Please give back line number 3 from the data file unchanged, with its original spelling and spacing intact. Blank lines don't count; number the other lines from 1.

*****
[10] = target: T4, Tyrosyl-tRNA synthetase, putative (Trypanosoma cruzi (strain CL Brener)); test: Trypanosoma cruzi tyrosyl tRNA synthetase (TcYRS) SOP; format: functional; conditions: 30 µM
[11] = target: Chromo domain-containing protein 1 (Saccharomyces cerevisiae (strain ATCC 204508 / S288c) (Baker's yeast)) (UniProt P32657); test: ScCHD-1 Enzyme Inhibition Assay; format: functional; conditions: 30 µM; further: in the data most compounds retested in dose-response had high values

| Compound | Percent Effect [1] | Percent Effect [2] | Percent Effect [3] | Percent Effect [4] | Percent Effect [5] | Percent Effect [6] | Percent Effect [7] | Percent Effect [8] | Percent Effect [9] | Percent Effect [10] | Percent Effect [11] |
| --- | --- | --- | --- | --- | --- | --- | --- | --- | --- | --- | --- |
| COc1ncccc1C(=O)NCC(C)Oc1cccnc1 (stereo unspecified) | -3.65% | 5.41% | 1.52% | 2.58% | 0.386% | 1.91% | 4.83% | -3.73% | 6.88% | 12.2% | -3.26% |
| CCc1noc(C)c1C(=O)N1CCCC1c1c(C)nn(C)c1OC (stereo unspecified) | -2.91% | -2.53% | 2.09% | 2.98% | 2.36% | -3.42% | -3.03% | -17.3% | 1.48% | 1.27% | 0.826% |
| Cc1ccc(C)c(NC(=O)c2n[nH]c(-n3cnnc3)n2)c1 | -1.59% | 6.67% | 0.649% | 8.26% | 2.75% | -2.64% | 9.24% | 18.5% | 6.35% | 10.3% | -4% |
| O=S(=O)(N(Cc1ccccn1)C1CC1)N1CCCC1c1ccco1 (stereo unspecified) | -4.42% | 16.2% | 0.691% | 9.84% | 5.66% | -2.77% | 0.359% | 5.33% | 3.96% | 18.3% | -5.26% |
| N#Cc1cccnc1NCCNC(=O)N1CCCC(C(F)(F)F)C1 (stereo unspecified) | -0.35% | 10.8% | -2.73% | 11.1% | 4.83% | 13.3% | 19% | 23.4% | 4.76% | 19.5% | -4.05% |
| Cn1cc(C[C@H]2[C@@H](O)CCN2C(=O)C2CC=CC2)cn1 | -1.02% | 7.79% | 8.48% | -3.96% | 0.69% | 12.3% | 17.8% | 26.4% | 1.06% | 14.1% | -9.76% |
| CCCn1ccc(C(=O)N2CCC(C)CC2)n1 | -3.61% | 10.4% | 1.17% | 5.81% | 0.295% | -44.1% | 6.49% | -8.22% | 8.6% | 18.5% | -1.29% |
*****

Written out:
| Compound | Percent Effect [1] | Percent Effect [2] | Percent Effect [3] | Percent Effect [4] | Percent Effect [5] | Percent Effect [6] | Percent Effect [7] | Percent Effect [8] | Percent Effect [9] | Percent Effect [10] | Percent Effect [11] |